5. Paul, 21. August 2014, 10:14

    @Historian, that’s what I thought too. Pity the court can’t order him to spend that money on properly strengthening the Harcourts building instead of splashing it around as a bribe

  6. Hel, 26. August 2014, 14:20

    The Harcourts building is a genuine earthquake risk in one of the main CBD areas. If it is not economic to fix it then it will simply be left to deteriorate until it is pulled down, how can that be a good outcome for anyone. [Read Maximus who denies it is an earthquake risk: it has a strong steel skeleton frame, and does not need to be demolished. ]

  7. Maximus, 26. August 2014, 23:32

    Hel, a comment I made on another post may help explain :
    “Look – it seems to me to be a crazy think to try and make predictions about earthquakes – but here’s the thing: it’s the UnReinforced Masonry buildings (URM….) that are the buildings most likely to collapse. Not the steel framed ones, and not the concrete framed ones. Thanks to Sir Michael Fowler, nearly all the URM in Lambton Quay have already been demolished, and nearly all the remaining ones have been strengthened already. There are some exceptions – Stewart Dawson’s corner, I believe, is one such URM. The old BNZ opposite: heavily strengthened. (Cuba St, lower Courtenay, Newtown, are all a different story. Many URM and many likely collapses.) But the Harcourts building, from what I’ve been told, has a steel frame. It may be nowhere near the current code, or it may be quite close to 33%, I don’t think we have got to the bottom of that. But I’d say that it is in no danger of collapse. Bits may fall off it, sure, and in the case of the cornice falling to the ground from several stories up, that’s a huge danger. But it’s not unresolvable – parapets and cornices can and do get restrained and reinforced and this could be done. But no need to knock the whole building down just because of that.”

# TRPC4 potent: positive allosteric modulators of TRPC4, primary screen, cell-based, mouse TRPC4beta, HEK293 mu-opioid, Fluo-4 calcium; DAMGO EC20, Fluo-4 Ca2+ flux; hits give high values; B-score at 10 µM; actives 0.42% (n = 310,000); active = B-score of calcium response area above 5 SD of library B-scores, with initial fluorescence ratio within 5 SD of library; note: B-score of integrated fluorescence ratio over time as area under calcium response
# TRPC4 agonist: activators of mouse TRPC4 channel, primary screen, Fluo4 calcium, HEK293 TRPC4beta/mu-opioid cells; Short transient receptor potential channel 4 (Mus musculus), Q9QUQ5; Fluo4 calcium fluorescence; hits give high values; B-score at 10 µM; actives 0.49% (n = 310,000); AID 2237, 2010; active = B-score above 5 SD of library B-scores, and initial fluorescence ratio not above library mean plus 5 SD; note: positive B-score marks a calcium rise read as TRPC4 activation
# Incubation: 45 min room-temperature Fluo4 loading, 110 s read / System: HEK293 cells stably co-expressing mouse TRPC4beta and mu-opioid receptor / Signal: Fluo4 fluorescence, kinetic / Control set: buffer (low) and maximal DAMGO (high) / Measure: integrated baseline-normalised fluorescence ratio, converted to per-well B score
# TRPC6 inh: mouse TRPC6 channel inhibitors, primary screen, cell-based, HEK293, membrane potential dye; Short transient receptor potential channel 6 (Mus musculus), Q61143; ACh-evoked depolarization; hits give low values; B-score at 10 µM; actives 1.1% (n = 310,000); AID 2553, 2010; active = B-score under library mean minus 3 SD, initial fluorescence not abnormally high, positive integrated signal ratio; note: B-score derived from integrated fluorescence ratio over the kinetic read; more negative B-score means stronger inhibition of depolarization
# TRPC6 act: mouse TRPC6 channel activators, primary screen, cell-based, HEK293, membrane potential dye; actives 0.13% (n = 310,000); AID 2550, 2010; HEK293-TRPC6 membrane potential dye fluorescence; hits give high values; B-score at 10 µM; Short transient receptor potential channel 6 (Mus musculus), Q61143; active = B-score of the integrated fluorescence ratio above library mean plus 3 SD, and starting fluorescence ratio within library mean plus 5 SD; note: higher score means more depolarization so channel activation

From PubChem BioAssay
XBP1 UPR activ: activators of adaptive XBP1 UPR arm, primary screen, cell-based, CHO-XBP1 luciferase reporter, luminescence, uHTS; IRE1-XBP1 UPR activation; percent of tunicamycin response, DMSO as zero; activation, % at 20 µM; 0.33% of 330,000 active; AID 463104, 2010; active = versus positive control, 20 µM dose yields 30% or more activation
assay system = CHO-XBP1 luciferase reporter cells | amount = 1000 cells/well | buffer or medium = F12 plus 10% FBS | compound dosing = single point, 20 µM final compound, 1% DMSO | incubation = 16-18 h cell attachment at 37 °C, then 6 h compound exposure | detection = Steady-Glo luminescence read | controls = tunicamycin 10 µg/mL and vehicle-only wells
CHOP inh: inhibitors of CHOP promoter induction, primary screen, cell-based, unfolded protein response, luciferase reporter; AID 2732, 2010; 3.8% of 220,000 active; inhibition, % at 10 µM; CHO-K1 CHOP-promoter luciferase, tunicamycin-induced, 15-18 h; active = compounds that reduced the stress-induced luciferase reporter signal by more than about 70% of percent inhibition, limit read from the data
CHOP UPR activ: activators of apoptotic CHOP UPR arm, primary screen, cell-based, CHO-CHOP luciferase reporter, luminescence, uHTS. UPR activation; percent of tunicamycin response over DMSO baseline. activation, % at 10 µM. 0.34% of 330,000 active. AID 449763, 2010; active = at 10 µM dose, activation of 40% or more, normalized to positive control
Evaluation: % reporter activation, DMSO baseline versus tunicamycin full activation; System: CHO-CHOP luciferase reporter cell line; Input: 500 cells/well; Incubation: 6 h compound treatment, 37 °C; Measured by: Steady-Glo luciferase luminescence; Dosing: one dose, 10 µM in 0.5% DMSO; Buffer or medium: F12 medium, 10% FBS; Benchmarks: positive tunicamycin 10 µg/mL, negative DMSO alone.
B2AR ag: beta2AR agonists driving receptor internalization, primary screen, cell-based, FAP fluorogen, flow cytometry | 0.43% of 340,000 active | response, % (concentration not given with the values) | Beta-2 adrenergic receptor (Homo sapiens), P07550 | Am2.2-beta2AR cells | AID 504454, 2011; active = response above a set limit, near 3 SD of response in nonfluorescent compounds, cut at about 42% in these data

8. Elaine Hampton, 27. August 2014, 14:54

    Well! we don’t need this building? The Sunday Star Times Business section in a very sympathetic article about Mr Dunatschick tells us that these types of buildings were built in most towns of that day and there is another one in Adelaide.
    So there we are, who needs two?